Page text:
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Aliso Beach High Surf


As predicted, Aliso Beach in Laguna, California had double overhead waves today and despite the fact that two brave souls paddled out and were surfing the mean shore break, that wasn’t the most interesting thing that I saw.  Don’t get me wrong, those two guys have some serious stones to paddle out and both were well above average surfers, but the state that waves driven by Hurricane Marie overnight left the beach in was nothing short of astounding.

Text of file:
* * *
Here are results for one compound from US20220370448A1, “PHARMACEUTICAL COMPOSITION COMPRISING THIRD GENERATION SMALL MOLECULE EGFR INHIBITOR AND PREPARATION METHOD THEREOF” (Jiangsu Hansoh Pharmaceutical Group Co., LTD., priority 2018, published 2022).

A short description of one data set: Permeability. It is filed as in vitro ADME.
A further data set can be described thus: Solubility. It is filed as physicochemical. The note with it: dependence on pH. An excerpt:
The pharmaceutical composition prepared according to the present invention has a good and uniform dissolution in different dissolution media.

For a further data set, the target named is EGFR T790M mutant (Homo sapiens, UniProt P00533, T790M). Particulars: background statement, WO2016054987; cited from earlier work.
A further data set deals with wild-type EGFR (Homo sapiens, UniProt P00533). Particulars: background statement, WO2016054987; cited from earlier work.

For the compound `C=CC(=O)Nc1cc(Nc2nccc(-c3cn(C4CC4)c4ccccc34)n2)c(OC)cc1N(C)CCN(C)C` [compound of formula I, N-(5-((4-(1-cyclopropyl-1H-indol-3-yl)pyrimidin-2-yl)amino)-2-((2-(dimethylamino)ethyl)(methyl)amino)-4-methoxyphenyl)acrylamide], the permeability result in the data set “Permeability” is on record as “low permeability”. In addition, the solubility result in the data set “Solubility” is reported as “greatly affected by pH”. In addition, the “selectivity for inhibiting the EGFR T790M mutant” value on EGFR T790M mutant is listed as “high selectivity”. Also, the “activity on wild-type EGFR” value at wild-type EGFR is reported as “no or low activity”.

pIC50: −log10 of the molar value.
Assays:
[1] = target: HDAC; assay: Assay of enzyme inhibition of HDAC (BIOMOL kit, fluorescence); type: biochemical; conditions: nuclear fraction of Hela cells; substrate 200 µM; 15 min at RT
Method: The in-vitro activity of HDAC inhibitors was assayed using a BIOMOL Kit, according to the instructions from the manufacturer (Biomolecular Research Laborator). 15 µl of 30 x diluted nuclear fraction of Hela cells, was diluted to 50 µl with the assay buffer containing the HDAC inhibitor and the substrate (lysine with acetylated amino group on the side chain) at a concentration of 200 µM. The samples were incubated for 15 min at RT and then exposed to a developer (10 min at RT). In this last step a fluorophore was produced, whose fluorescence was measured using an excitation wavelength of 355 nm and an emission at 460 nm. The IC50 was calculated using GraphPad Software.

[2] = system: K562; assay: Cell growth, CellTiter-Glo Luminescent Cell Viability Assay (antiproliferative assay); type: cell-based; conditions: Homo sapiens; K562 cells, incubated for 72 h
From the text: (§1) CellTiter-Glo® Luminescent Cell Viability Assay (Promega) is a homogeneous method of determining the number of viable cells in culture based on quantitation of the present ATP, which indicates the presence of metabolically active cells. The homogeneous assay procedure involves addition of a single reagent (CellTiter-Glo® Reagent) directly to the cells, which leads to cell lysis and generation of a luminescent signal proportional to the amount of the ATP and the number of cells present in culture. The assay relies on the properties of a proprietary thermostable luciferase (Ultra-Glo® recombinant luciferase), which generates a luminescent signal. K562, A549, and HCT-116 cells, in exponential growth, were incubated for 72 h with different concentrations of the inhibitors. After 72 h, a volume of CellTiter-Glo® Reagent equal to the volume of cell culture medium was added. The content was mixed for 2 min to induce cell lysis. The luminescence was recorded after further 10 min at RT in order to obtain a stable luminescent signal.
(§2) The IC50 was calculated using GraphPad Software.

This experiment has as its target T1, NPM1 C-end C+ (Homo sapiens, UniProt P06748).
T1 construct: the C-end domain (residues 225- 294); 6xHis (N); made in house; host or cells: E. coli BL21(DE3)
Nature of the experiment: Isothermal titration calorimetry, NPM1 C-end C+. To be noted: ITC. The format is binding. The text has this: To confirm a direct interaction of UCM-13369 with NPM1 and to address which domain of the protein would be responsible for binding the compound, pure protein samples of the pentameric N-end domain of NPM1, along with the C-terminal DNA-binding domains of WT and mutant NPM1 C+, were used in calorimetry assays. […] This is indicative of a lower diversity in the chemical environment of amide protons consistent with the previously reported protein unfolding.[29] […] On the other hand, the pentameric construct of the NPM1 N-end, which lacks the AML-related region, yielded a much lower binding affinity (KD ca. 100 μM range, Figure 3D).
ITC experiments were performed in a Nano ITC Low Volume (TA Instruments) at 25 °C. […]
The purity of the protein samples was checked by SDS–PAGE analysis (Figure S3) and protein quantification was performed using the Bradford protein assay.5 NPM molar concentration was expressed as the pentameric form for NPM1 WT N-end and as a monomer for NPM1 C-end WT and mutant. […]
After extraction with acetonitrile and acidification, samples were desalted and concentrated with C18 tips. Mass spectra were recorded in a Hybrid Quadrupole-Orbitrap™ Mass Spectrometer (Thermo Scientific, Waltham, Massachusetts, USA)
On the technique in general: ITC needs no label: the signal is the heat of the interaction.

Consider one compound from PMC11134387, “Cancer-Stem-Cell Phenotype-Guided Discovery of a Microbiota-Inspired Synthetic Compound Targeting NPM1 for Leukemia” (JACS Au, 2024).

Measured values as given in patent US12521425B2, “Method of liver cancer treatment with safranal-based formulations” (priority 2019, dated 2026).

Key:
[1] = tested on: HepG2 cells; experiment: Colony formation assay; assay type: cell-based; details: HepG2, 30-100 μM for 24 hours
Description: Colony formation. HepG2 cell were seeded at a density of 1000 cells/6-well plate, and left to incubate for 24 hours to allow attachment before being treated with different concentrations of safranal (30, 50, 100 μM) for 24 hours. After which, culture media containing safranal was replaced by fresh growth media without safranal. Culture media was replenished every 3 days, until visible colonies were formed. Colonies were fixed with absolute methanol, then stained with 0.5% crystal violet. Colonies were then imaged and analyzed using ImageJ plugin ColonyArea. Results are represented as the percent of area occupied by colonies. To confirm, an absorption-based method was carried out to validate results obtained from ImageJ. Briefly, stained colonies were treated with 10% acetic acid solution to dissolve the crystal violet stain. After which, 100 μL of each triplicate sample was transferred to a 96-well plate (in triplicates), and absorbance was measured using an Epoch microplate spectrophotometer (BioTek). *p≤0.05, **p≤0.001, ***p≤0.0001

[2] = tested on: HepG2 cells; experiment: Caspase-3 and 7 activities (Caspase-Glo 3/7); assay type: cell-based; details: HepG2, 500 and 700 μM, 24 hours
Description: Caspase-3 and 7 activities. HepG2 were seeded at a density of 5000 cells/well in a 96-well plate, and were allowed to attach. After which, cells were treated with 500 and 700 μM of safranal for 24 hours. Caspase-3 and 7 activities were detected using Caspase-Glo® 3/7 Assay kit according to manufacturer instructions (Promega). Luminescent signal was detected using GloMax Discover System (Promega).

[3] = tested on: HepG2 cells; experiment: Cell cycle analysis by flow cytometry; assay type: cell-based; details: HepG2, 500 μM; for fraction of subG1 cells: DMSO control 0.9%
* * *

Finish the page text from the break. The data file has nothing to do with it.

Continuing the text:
With the Aliso Beach High Surf, the beach has been reduced to a shell of itself.  The sand is either sucked off the beach and out into the water or in the parking lot from the higher tides.  It is interesting to note that I have seen big waves at Aliso Beach but I have never seen the beach more torn up than I saw it this morning.  The south end of the beach was reduced to rocks.  Sand, debris and water pushed into the coastal lot at the beach.  Perhaps most shocking was the exposure of old pier pilings from the pier that was removed in 1998.  I have not seen those in decades so I was completely taken aback when I saw the cement pilings with exposed metal coming out of them.  Those could leave a mark!  Fletcher of OC Parks was down there photographing them so that they could note the location of the now dangerously exposed pilings.  I don’t know how far under the sand they were buried and am curious as to how long it will take for the sand to swallow them up and bury them to levels that makes wave riding in that area safe.  Yes, those things may be a legitimate safety hazard moving forward.